THE Commission on Audit (CoA) has flagged the Philippine Amusement and Gaming Corporation (PAGCOR) for the poor implementation of a P12-billion school building project dubbed as “Matuwid Na Daan Sa Silid Aralan.”

According to the annual audit report, only 6,471 classrooms were completed and the remaining 457 classrooms were still either under construction or at procurement and planning stage.

“Verification disclosed that there were 457 classrooms with total project cost of P714.496 million, or 6.6 percent of the total 6,928 classrooms set to be finished as of December 31, 2017 that are still incomplete based on the Monitoring Report dated January 31, 2019,” said COA.

“Likewise, there was no written agreement for extension of the construction of these classrooms between PAGCOR and the implementing agencies,” it added.

State auditors also noted that there were anomalies in the construction of 211 classrooms with a project cost of P393.450 million.

The report showed some of these classrooms were not yet completed but reported as 100% complete in status report. There were also non-existent school buildings included in the record and cases where construction has not yet started but public bidding was already conducted prior months ago and where construction was already abandoned.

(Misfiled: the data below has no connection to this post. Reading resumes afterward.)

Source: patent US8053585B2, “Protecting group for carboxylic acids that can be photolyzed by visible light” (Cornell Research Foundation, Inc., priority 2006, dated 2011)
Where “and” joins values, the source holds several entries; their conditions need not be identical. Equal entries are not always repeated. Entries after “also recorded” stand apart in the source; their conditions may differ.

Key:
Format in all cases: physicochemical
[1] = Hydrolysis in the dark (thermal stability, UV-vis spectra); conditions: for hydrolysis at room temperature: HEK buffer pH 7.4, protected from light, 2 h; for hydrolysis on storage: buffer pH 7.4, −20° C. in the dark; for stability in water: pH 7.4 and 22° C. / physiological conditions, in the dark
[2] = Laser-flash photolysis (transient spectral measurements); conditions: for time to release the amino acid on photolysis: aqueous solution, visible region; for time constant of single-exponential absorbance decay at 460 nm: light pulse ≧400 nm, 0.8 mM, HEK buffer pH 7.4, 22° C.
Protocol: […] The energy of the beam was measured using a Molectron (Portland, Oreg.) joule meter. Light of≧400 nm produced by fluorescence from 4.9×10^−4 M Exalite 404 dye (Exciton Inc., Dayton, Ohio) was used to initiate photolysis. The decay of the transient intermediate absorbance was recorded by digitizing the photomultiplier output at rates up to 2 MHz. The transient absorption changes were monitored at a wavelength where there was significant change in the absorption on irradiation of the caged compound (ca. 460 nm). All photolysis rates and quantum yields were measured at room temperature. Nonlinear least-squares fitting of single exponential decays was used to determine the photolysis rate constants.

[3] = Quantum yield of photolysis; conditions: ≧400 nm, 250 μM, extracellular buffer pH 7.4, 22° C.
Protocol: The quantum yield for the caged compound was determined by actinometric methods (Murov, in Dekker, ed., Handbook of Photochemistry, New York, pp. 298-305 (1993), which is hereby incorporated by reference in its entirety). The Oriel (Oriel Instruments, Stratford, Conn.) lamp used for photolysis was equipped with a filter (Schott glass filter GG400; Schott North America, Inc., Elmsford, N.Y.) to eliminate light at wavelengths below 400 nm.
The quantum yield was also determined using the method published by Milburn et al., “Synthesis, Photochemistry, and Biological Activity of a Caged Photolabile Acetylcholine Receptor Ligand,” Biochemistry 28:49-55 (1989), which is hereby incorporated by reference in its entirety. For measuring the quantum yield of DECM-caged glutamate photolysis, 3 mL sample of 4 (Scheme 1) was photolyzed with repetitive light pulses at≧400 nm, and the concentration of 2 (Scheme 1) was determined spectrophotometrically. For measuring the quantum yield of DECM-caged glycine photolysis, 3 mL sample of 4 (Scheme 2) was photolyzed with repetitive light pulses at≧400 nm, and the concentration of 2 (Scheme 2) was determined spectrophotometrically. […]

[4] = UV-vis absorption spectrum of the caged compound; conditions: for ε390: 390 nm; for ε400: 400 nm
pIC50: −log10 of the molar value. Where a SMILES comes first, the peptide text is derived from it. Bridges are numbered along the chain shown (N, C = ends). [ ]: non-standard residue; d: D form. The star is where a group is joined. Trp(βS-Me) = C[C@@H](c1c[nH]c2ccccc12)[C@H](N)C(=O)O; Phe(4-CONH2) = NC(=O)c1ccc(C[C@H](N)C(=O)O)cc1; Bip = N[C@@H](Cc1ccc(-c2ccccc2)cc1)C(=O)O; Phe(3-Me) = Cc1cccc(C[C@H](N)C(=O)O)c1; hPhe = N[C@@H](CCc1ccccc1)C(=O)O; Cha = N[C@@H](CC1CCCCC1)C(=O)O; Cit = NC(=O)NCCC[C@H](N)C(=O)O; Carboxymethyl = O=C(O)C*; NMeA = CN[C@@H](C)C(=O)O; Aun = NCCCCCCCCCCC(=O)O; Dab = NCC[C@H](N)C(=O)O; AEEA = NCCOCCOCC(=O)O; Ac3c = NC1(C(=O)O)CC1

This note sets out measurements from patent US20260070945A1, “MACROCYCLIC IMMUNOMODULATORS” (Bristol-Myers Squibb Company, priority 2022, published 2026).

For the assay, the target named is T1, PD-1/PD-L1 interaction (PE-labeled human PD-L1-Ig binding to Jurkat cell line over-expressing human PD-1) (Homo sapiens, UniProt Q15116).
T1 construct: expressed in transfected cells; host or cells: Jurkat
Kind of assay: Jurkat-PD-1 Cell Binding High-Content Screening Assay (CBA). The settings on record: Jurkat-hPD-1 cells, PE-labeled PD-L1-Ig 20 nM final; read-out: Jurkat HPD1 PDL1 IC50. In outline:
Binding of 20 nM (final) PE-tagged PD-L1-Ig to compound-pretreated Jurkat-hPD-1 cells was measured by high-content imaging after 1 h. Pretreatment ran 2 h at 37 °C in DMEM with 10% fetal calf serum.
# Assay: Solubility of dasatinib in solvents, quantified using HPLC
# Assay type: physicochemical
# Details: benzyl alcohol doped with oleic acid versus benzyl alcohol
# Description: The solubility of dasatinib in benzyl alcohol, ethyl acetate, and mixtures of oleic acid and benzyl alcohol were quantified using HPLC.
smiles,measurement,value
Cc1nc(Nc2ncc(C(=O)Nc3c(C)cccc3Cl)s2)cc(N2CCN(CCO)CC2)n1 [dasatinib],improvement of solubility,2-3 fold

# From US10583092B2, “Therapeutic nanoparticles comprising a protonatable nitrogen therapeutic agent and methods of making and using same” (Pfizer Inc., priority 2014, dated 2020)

The auditing agency said PAGCOR commented that it will “conduct necessary investigation to determine whether the implementing agencies were remiss or negligent in the implementation of the project and initiate sanctions, if warranted.”

CoA added that P1.189 billion funds released to the Department of Public Works and Highways (DPWH) and the Department of Education (DepEd) remained unliquidated as of Dec. 31.

In the report, state auditors said DepEd has yet to respond to the demand for the return for the remaining unused funds of P441 million. Meanwhile, the DPWH already signified its intention to return the unused P747.669 million in funds.

However, CoA said the DPWH requested from PAGCOR “the approval of additional requirements needed to complete those classrooms that are still under/on-going construction.” — V.A.C. Ferreras